4 Establish relevant details of the change to be priced if it does not relate to physical works and
5 Identify the relevant additional administration, supervision, design and engineering time so the rates can be adjusted to make ‘a fair allowance’ for the change in character or conditions.
6 Apply the adjusted rates to the quantities established under 2 above or
7 Apply the rates to the quantities established under 2 above and produce a separate priced summary of the relevant additional administration, supervision, design and engineering time and/or
8 Price the change to be priced if it does not relate to physical works and
9 Produce a total price for the variation

If this seems like a time-consuming process, that’s because it is. But trust me, you can use this to substantially increase your recovery from variations. You’ll also make it easier to press home your entitlement to a proper valuation. And most importantly – get paid what you are actually entitled to.

Submitting variations
Once the variation has been properly valued it should be immediately submitted to the contractor or client. Your objective is to ensure the priced variation is submitted as soon as possible. The sooner you make the contractor or client aware of the amount of money you’re expecting to be paid the better.

Don’t underestimate the common-sense logic behind this drive to submit accurate financial details at the earliest possible opportunity. Contrary to popular belief contractors and clients don’t have an endless supply of money to spend.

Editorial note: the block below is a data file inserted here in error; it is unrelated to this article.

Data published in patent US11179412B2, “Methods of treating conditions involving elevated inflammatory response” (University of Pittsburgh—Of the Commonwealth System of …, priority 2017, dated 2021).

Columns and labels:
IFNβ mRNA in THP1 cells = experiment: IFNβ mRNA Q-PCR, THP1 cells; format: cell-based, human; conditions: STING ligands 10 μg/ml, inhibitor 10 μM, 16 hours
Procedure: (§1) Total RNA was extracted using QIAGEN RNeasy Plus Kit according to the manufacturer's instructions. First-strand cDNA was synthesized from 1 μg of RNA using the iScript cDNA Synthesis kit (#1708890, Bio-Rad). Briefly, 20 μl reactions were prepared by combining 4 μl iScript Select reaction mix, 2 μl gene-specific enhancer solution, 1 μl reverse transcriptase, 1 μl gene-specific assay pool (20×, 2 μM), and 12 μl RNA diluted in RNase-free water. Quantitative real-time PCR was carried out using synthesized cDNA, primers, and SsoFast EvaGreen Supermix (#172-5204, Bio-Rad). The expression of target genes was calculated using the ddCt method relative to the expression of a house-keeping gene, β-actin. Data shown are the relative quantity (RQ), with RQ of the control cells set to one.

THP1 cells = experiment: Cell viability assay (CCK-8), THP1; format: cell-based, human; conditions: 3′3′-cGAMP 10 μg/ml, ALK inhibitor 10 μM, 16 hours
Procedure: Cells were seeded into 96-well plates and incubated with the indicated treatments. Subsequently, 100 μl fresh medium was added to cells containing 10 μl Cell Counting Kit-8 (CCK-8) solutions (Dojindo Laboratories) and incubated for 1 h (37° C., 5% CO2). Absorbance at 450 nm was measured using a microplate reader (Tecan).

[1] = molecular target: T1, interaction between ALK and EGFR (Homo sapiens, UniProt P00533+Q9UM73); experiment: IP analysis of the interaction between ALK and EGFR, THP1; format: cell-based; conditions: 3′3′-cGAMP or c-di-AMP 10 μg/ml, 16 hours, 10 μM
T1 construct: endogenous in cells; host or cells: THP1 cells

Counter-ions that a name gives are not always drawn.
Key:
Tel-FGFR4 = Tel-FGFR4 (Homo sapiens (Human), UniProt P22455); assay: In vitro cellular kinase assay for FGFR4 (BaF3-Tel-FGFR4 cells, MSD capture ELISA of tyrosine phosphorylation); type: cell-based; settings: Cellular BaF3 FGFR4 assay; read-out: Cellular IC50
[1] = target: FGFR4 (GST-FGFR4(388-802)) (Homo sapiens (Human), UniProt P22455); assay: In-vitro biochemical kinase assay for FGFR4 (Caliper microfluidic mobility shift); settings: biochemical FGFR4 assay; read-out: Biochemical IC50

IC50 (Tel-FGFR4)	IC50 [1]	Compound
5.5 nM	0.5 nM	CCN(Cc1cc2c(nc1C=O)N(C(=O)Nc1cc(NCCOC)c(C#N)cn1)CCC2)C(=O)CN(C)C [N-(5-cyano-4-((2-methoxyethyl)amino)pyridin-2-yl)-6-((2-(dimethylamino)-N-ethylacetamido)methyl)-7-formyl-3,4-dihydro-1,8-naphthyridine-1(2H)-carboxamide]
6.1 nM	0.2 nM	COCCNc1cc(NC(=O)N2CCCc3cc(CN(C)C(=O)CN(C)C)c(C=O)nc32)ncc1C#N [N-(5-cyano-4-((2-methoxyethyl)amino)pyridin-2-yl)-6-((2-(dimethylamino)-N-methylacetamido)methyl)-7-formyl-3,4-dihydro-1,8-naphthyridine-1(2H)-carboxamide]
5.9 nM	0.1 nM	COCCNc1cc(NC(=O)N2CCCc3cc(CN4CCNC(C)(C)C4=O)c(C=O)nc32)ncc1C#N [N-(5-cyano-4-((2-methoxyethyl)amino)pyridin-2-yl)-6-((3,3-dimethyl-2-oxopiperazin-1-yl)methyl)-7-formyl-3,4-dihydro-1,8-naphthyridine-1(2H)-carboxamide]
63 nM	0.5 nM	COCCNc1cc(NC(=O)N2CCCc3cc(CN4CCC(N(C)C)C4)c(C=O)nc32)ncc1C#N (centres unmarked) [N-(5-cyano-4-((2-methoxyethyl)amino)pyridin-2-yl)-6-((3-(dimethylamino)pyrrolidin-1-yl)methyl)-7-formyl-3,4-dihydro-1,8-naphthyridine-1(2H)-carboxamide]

Getting paid for the variation
Submitting properly conceived and accurately priced financial details, properly supported by instructions and any other information required, is the first step in getting paid.

Not only should you submit accurate financial details as soon as possible, but you should also include claims for work undertaken in respect of variations into your Interim Applications or Invoices at the earliest possible opportunity.

Cumulative accounts
Your monthly applications should be set up in such a way as to produce an ongoing cumulative account. In other words, it should be readily apparent from the monthly application what the total ongoing contract value is going to be.

If necessary, where you’ve not yet produced accurate variation costings, you may choose to include budget prices for individual variations into the monthly applications.

A key objective should be to reach agreement with the contractor or client on the valuation of variations as soon as possible. Don’t be shy about getting this process underway as soon as possible.

This process needs to be approached professionally and with a certain degree of assertiveness. You may need to be the one doing the pressing to get meetings arranged with the relevant people etc.

You may need to involve more senior members of your team and/or their team to move things along. If things still aren’t getting resolved, then you may need to bring even more pressure to bear.

If you’re having problems getting paid for variations check out the professional advice you can get via to unlock payment.